How to Test a Business Idea: Ge Unbiased Feedback

This article is an excerpt from the Shortform book guide to "Originals" by Adam Grant. Shortform has the world's best summaries and analyses of books you should be reading.

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What is the best way to test a business idea? Why is it important to run your ideas by others?

People are poor judges of their own ideas. That’s why the best way to test a business idea is to run it by others with relevant domain expertise.

Here’s how you can test a business idea in the most impartial and dispassionate way.

The Best Way to Test a Business Idea

We generally all suffer from overconfidence in our own abilities. Like the Lake Wobegon effect, we tend to believe we and our ideas are better than they really are, and we find it hard to let go of our favorite ideas. When confronted with opposing evidence, we fall prey to confirmation bias, more readily accepting evidence that reinforce our prior beliefs. And we falsely believe that a new idea is unique and immune from criticism for previous failures – those were bad ideas, this one is different. 

Instead, test your business ideas with believable colleagues and with your target audience. Colleagues have the benefit of domain expertise (making them credible evaluators) and lack of a personal stake in your idea (preventing them from being risk-averse and closed to new ideas). Therefore, they’re the best positioned to point out flaws in your idea, which you should openly consider without being defensive or biased.

Similarly, your target users will openly tell you how your idea will fit into their lives and whether it might be pointless. (However, it’s important that users be observed in a natural environment, rather than a focus-group like setting, where they have an artificially heightened sense of criticism.)

When inverted, the traits that make your colleagues so accurate also make others deceptively poor evaluators.

  • Someone with deep domain expertise in one area can get overconfident in other areas, ignoring that her expertise doesn’t transfer over. This is exacerbated if the environment is changing rapidly, so that prior experience points in the wrong direction. Her intuition is no good here; deep thorough analysis is required instead. 
  • A personal stake in an idea’s success (eg a manager) exposes one to a host of biases (confirmation, sunk cost, consistency) and make them risk averse. 
  • People who rely too much on their intuition also get swayed by shows of external passion, which may not be a good predictor of internal passion or success in general.

Many evaluators also suffer from analysis by analogy – comparing a new idea to previous successes. If a new idea differs from previous successes, it seems less likely to work (a false negative error). For this reason, Seinfeld was rejected for being too un-sitcom-like; Harry Potter was rejected for being too long for a kid’s book. Likewise, it’s easy to make false positive mistakes when new ideas superficially resemble previous successes (Shortform note: like the broad failure of Uber for X startups).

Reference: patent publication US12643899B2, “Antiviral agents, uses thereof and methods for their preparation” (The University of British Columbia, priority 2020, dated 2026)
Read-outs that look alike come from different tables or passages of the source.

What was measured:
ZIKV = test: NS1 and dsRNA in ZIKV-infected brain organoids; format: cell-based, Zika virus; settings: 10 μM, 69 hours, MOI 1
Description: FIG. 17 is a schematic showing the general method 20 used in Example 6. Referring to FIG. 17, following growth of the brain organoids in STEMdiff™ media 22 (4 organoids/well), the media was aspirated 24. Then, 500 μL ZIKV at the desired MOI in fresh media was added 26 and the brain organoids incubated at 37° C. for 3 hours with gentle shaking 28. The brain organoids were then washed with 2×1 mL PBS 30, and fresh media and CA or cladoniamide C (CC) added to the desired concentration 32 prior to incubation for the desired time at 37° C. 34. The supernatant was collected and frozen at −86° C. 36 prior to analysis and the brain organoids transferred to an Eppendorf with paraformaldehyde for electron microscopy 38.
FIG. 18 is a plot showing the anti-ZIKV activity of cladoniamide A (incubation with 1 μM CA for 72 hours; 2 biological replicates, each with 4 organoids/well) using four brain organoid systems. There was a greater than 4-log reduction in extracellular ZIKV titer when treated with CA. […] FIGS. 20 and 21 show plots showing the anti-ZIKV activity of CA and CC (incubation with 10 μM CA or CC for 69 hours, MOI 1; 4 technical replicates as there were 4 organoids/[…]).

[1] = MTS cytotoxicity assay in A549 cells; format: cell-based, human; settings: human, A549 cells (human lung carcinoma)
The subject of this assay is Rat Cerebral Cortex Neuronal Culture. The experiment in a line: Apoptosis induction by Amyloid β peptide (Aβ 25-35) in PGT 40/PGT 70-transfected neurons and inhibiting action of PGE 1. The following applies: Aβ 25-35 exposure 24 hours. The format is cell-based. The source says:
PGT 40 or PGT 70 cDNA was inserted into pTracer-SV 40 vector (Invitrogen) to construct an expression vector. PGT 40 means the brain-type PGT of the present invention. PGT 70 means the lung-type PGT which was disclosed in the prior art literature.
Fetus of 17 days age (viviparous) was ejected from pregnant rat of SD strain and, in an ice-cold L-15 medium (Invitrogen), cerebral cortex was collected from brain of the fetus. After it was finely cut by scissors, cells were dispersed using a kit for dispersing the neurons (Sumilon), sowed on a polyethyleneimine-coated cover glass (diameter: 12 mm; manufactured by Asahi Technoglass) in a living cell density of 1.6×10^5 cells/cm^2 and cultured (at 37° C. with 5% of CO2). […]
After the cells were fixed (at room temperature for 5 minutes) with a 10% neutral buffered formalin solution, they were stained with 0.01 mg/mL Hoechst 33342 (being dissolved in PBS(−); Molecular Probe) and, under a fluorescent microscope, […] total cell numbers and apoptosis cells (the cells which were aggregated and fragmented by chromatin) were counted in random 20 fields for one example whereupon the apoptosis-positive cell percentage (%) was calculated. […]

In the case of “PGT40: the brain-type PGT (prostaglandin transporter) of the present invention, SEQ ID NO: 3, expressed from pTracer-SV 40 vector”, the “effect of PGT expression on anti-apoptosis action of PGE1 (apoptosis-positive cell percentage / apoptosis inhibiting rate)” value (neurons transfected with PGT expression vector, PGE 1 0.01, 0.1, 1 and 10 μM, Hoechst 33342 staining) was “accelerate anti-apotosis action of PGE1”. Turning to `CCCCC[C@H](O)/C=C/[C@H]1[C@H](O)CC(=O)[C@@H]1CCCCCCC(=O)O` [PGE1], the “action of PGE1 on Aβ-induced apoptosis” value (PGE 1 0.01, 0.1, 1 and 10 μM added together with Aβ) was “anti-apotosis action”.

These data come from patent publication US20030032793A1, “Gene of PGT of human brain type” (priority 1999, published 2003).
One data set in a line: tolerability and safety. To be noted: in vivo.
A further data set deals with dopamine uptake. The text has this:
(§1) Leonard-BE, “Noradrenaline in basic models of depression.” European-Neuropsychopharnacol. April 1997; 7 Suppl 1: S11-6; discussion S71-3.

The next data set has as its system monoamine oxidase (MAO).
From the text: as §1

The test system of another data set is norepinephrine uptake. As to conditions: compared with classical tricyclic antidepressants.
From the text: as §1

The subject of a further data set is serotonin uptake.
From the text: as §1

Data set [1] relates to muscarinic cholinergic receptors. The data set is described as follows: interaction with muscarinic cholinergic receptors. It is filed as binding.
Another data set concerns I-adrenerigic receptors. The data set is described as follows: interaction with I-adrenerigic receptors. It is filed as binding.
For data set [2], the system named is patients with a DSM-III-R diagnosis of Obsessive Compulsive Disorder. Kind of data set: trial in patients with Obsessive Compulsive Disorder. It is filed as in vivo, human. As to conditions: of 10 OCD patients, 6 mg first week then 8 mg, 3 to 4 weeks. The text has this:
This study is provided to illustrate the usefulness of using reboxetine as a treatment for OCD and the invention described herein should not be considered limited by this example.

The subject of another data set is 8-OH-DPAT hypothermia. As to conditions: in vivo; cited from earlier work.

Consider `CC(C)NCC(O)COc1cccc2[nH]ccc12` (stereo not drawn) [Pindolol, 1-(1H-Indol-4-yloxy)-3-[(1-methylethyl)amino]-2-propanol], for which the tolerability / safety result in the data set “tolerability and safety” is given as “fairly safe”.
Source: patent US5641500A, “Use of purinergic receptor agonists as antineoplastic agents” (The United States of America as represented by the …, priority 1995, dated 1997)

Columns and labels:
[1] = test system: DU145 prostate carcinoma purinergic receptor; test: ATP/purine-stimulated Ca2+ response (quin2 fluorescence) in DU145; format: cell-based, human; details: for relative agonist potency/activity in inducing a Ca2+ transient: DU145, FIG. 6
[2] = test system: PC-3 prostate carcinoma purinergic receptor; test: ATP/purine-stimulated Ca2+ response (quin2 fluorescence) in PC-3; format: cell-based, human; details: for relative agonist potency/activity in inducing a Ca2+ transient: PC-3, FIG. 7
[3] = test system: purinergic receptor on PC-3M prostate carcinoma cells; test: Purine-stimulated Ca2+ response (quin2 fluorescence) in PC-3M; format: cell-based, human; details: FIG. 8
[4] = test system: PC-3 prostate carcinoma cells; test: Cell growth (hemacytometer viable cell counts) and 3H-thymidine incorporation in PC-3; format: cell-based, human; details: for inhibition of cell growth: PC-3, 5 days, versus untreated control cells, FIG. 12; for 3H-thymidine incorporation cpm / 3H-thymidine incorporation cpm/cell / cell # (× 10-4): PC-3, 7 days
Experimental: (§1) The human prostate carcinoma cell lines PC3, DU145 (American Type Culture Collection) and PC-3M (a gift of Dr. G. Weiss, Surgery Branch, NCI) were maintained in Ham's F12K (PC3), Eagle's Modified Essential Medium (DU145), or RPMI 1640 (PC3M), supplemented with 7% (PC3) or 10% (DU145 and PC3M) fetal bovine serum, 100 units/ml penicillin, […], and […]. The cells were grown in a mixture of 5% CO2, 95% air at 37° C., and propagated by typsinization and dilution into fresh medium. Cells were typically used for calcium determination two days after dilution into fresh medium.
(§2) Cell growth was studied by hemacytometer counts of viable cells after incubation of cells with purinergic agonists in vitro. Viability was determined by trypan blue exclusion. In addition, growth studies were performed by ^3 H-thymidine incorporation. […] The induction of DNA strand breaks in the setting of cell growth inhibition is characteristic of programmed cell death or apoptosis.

Example: Segway’s Failure

Segway is a two-wheeled transportation product developed by repeatedly successful inventor Dean Kamen, and lauded/invested in by Steve Jobs, Jeff Bezos, and John Doerr. All these people drastically overestimated the potential of the product. The investors suffered hubris stemming from their massive achievements in their own fields, not realizing it made them inaccurate in assessing transportation; they analogized the Segway to the success of past disruptive technologies without peering into the fundamentals of price performance and user need. Similarly, Dean was buoyed by his previous successes.

Furthermore, Kamen is considered by some to be less an entrepreneur who discovers problem spaces and more an inventor who can solve problems given to him. When developing the Segway, he became enamored with the technology and tried to find a nail for the hammer. He kept it tightly under wraps, believing it was so valuable that it needed to be kept secret. By the time they exposed it to potential customers, it was too late to reverse course.

(Shortform note: In the end, experience is a fine balance. You need enough to credibly evaluate an idea and know how to execute; you need sufficiently little to avoid getting stuck in dogmatic paradigms. You can try to walk the tightrope yourself, but you would certainly benefit from exposing it to many believable critics.)

How to Test a Business Idea: Ge Unbiased Feedback

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Like what you just read? Read the rest of the world's best book summary and analysis of Adam Grant's "Originals" at Shortform .

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  • How to generate innovative ideas
  • Why quantity is the key to quality
  • How rules can inhibit a child's originality

Darya Sinusoid

Darya’s love for reading started with fantasy novels (The LOTR trilogy is still her all-time-favorite). Growing up, however, she found herself transitioning to non-fiction, psychological, and self-help books. She has a degree in Psychology and a deep passion for the subject. She likes reading research-informed books that distill the workings of the human brain/mind/consciousness and thinking of ways to apply the insights to her own life. Some of her favorites include Thinking, Fast and Slow, How We Decide, and The Wisdom of the Enneagram.

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